2 April 2010 Detection of OPC conflict edges through MEEF analysis
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Semiconductor foundries at 65nm, 45nm, and more advanced technologies have witnessed high-yield mass production to be intimately correlated to the practice of adaptive DFM (Design for Manufacturability). With device performance variance easily exceeding 50% for 65nm and below, adaptive actions by designers, such as modifying layouts to relieve potential DFM risks, is found to be a very efficient approach to high yield manufacturing. Rigorous MEEF estimation based methods have been proposed to achieve adaptive DFM by predicting mask writing variations at early stages (cell/block levels) of designs. In a recent study, we discovered that by adding MEEF check in simulation contour based OPC verification flow, and by comparing MEEF changes of pre and post OPC hotspots, it is possible to separate OPC issues from design issues, in particular, for hotspot patterns with tight spaces with little room for any biases. We found that hotspot patterns with tight spaces usually create OPC conflict edges-correcting one edge will result in increasing MEEF at other edge, or vice versa. While advancement in OPC technology continues to improve MEEF performance, nevertheless OPC-conflicting edges almost always exist in designs at 65nm and below. In this paper, we first demonstrate the existence of OPC conflict edge hotspots using MEEF analysis. In particular, the increase of MEEF after OPC on those edges indicates that they have smaller process window than pre-OPC ones. In certain cases, design modification is necessary to correct such OPC conflicting edges. Based on the finding, we propose a practical methodology of detecting design related OPC edge conflicting hotspots in a pattern centric software-based DFM (design for manufacturability) flow. The methodology is aiming to detect patterns containing such conflicting edges, and pursuing layout actions on the design side to eliminate this issue. We will validate the flow using a real design case. In addition, the OPC edge conflicting hotspots can be clipped and saved in a designated pattern library as hotspot templates, and incoming designs can be quickly screened using exact and similar pattern search with those saved templates in the library.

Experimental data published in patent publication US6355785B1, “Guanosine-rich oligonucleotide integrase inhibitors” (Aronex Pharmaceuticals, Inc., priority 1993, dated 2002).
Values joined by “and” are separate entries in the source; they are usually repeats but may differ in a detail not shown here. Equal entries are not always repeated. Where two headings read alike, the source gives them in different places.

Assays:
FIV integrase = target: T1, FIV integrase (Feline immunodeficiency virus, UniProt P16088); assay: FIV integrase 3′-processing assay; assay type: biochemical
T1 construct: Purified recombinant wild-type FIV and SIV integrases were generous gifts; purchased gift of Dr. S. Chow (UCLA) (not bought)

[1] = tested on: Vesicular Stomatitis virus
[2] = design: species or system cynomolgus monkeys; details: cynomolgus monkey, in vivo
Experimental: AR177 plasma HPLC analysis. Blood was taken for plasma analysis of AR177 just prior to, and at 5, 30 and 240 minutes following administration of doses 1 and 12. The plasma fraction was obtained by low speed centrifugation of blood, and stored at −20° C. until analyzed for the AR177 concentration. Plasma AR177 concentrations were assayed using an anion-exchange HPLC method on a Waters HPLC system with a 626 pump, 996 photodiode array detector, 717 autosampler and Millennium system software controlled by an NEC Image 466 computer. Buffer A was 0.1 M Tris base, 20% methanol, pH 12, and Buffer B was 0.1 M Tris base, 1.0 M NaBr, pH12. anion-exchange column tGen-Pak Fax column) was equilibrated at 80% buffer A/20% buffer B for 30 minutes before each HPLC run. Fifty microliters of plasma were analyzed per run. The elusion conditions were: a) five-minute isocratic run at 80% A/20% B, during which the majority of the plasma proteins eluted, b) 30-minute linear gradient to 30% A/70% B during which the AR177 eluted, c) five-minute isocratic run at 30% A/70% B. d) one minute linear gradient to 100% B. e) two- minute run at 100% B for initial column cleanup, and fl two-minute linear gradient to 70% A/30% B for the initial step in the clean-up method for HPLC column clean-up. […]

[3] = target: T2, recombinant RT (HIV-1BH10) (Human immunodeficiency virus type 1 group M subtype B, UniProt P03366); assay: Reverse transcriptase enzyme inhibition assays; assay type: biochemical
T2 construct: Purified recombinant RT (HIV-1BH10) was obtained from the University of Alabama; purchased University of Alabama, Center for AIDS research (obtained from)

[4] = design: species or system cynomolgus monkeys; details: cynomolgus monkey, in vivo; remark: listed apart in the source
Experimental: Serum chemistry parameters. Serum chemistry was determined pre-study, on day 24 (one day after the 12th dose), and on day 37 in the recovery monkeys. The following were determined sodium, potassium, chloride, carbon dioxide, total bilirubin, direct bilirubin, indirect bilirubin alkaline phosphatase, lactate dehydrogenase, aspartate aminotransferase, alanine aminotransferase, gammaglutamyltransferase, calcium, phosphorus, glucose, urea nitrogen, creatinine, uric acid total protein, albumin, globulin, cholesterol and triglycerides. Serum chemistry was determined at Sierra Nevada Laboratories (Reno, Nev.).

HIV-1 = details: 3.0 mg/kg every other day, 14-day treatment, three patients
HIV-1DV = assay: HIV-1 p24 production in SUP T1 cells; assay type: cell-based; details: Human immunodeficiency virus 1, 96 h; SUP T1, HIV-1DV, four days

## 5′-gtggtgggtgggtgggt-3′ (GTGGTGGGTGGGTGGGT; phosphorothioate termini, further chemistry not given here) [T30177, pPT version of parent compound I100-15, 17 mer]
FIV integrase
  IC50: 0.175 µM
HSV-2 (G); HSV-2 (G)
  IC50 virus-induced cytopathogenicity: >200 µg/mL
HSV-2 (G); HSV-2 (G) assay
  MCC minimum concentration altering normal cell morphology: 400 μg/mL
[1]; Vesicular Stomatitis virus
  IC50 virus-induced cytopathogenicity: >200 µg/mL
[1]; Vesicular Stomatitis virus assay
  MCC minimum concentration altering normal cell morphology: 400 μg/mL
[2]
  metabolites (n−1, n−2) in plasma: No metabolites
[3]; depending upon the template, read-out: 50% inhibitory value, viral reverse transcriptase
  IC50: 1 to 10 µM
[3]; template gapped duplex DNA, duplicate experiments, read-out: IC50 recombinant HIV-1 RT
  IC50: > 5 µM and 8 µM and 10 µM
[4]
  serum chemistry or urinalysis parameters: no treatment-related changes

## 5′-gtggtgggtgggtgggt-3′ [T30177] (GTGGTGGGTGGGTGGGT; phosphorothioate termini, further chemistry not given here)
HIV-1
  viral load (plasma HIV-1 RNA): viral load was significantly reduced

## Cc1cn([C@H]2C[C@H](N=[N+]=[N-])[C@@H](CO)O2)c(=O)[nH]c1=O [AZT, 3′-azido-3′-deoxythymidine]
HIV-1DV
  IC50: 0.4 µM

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Li-Fu Chang, Li-Fu Chang, Chang-Il Choi, Chang-Il Choi, Guojie Cheng, Guojie Cheng, Abhishek Vikram, Abhishek Vikram, Gary Zhang, Gary Zhang, Bo Su, Bo Su, } "Detection of OPC conflict edges through MEEF analysis", Proc. SPIE 7641, Design for Manufacturability through Design-Process Integration IV, 764111 (2 April 2010); doi: 10.1117/12.846673; https://doi.org/10.1117/12.846673

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